If you define artificial intelligence as a device which can be programmed to run without direct human intervention, then the robots of today are so, so yesterday. Automatons have been around for an extremely long time, and their invention flourished in the 16th century. Think of it: centuries, even millennia, before electronics were even dreamed of, people were using wires and springs and gears and levers and pulleys to create inanimate copies of animals and people which, once set in motion, could run on their own and perform incredible feats.
Reports of ingenious automatons date back to the Old Testament empire of King Solomon, who reportedly designed his own throne so that one golden animal on either side of each step would reach out to help support him as he climbed, and once he had seated himself, an eagle would place a crown on his head and a dove would bring him a Torah scroll.
In a much later and somewhat more credible account from the year 949 A.D., ambassador Liutprand of Cremona described the palace of the Emperor Theophilos in Constantinople, including "lions, made either of bronze or wood covered with gold, which struck the ground with their tails and roared with open mouth and quivering tongue... a tree of gilded bronze, its branches filled with birds, likewise made of bronze gilded over, and these emitted cries appropriate to their species," and the emperor's throne, which "was made in such a cunning manner that at one moment it was down on the ground, while at another it rose higher and was to be seen up in the air."
Okay, one more before we get to the 16th century. Ismail al-Jazari (1136-1206) was a genius: a gifted and creative mechanical engineer who liked to tinker with inventions on the side. His Book of Knowledge of Ingenious Mechanical Devices described 100 whimsical objects he had constructed himself, including:
- A tank which would be filled with some sort of drink, dripping gradually into a bucket and then periodically into a cup. When the cup was full, a mechanical "waitress" would appear to guests out of an automatic door and serve the drink.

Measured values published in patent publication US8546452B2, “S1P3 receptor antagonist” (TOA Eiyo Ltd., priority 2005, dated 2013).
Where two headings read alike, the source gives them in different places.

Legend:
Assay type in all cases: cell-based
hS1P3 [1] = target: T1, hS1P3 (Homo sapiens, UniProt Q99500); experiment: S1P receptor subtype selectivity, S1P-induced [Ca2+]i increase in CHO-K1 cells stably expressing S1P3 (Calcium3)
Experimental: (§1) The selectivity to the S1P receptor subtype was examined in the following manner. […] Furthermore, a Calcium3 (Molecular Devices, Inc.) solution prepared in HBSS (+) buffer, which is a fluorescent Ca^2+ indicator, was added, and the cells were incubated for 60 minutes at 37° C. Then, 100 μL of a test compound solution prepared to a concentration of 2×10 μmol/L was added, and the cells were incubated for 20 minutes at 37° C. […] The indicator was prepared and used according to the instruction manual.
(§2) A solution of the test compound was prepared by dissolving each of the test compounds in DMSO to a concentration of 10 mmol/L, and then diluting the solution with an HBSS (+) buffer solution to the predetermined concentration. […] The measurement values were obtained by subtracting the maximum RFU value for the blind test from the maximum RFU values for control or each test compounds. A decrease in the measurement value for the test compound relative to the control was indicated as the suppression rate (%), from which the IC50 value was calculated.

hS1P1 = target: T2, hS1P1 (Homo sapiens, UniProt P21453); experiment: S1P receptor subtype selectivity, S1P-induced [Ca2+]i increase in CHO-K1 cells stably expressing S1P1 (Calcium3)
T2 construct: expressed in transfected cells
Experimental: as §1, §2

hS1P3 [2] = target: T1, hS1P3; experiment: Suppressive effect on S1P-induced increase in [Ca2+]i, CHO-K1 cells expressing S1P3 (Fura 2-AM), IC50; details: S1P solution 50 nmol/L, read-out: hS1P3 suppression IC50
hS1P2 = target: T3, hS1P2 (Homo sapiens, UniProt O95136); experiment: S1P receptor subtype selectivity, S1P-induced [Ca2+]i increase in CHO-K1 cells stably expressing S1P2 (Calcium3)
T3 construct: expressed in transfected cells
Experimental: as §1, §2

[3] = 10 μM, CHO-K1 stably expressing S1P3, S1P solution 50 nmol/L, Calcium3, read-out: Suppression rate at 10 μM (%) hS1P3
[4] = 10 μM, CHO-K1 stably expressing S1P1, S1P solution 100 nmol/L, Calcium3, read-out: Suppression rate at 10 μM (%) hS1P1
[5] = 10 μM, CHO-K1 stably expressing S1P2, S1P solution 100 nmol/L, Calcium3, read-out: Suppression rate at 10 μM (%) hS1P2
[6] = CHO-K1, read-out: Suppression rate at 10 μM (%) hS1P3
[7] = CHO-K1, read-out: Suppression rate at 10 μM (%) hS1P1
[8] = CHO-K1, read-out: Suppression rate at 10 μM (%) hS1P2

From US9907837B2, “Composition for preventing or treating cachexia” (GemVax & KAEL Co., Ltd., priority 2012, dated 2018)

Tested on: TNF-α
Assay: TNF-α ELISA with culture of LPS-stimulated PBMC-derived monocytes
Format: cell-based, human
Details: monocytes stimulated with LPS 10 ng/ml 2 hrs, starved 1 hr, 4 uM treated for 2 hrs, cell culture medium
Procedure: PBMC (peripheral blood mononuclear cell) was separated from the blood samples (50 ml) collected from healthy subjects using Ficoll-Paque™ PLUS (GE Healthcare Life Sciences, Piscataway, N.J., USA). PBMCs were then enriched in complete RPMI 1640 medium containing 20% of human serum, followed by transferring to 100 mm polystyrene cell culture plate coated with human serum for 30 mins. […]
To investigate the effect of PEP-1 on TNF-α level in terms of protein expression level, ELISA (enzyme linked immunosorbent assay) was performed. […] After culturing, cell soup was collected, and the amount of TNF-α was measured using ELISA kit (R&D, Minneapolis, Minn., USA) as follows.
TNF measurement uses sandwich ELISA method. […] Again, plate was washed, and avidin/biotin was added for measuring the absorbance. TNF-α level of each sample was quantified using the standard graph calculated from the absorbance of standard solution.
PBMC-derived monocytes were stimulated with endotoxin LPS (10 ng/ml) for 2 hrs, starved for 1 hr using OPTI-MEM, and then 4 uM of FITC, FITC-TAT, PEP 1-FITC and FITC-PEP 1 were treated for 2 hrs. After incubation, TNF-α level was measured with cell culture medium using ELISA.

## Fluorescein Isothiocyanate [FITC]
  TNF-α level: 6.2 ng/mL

- A peacock fountain connected to a hand-washing basin. The user would pull a plug on the peacock's tail to release water from its beak, and wash his or her hands in the basin. As dirty water from the basin fills the hollow base, a float rises and makes a humanoid servant figure emerge from a door under the peacock to offer soap. When more water is used, a second, higher float rises and produces a second servant figure offering a towel.
- A boat containing four automatic musicians which floated on a lake to entertain guests. The drummer had a drum machine which could be programmed to produce different rhythms.
And now, on to our (my) century of choice! The invention of automatons seems to have ebbed somewhat in the Middle Ages, but picked up again the 1500's when clockwork mechanisms had become perfected enough to be used for this purpose. One extremely rare automaton, built in the 1560's, still exists, still works perfectly, and can be seen in the Smithsonian in Washington, D.C. It comes with a backstory. Legend has it that when the son and heir of King Philip II of Spain suffered a serious head injury, the distraught king promised God a miracle in exchange for the miracle of healing the boy. The son recovered, and Philip kept his promise. He commissioned a clockmaker and inventor named Juanelo Turriano to build a lifelike recreation of a beloved Franciscan friar, Diego al Alcala (later canonized as San Diego). The 15-inch tall automaton is operated by a wound spring; it "walks," nods its head, mouths devotional prayers, raises and lowers a rosary and cross, and periodically beats its chest. Watch it here:
I'm aware that this little monk wouldn't meet everyone's definition of an A.I. He can't think. He doesn't play chess. But what makes him such a marvel that watching him perform can fill a 21st century person with awe is that he's not only a mechanical device, but an exquisite work of art. Five hundred years from now, Watson will be just a clump of metal and wires. I'll take the little monk.